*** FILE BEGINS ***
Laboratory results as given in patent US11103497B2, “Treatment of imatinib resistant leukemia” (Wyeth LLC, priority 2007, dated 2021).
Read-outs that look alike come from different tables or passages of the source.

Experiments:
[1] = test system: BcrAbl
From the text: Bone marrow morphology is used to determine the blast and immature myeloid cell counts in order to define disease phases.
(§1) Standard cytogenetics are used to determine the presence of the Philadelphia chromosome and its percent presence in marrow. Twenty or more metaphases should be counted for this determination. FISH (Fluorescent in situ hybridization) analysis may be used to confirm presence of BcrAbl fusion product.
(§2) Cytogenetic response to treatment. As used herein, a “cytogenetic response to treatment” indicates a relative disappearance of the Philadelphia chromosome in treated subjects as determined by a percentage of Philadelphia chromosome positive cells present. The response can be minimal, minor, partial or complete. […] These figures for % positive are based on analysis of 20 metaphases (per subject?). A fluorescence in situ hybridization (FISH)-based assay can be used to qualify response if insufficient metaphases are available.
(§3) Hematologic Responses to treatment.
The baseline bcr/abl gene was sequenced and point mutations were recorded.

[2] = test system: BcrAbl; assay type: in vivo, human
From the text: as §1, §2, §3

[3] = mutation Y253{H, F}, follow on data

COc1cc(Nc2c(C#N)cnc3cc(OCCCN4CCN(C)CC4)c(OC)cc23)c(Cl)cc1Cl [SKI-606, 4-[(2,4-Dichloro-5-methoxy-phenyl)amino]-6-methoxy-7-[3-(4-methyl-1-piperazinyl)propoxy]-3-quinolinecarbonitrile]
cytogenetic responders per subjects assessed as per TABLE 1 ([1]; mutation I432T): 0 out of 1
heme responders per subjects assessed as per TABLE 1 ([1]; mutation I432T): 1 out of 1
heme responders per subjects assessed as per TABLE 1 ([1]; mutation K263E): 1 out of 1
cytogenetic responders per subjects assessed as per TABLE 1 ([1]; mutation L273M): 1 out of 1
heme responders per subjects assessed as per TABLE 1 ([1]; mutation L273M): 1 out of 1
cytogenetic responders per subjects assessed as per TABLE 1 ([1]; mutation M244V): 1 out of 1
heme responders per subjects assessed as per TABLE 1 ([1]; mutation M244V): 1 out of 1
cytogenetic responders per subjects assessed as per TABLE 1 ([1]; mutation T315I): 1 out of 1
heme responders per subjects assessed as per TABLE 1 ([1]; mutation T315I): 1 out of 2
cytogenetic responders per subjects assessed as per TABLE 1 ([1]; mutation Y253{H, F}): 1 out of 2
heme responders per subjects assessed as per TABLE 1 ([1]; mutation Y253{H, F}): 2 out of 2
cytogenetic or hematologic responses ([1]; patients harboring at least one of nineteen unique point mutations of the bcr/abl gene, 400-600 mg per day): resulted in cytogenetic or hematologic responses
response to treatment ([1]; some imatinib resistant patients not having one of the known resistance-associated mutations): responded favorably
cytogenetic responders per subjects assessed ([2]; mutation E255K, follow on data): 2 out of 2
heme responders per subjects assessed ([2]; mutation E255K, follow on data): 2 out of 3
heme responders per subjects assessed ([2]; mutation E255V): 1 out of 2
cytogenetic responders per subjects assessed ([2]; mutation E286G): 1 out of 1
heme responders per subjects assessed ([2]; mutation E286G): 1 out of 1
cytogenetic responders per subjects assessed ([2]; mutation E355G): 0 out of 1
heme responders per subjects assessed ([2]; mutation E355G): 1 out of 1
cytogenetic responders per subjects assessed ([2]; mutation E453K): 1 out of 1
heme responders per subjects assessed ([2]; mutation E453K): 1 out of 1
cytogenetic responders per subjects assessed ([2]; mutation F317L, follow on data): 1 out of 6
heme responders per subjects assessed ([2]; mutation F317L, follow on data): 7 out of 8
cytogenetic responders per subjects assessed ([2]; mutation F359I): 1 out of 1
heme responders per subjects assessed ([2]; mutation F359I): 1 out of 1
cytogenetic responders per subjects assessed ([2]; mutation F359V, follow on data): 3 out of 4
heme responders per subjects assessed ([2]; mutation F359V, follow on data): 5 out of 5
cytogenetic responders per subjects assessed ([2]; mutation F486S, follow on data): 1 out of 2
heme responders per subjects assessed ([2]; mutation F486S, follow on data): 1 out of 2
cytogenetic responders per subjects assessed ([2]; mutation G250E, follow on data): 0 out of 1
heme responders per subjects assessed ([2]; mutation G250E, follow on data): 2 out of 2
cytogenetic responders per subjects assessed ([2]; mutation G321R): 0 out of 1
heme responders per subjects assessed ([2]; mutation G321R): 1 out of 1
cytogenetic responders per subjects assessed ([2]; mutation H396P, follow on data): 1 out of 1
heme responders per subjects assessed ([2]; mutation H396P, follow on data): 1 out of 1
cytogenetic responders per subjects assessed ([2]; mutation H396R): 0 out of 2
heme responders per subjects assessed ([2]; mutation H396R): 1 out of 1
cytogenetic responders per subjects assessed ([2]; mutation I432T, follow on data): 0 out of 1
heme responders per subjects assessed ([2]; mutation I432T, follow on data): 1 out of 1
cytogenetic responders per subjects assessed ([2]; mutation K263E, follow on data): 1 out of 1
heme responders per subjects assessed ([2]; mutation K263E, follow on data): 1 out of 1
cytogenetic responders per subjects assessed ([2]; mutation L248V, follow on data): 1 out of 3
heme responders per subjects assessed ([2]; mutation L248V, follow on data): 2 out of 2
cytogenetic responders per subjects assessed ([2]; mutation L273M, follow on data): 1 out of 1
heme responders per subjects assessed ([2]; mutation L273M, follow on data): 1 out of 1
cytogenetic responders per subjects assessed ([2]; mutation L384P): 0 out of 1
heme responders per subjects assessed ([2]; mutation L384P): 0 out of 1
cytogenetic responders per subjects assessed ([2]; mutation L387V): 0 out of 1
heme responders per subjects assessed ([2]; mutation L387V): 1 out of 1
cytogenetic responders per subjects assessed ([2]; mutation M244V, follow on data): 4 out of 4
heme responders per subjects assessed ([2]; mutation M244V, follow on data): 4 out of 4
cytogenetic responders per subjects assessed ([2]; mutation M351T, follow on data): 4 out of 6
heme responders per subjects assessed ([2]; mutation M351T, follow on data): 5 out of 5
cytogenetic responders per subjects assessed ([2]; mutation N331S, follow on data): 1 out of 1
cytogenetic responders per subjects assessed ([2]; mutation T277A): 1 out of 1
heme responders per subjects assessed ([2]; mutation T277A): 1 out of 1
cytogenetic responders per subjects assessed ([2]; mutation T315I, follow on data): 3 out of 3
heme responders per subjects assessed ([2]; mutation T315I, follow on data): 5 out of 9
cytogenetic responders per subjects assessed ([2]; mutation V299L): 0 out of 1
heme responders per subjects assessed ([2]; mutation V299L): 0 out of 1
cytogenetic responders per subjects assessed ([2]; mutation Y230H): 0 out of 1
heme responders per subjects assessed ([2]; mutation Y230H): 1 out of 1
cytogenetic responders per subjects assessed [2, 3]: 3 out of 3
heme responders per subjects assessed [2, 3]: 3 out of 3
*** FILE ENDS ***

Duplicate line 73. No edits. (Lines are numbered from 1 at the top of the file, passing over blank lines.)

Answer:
cytogenetic responders per subjects assessed ([2]; mutation V299L): 0 out of 1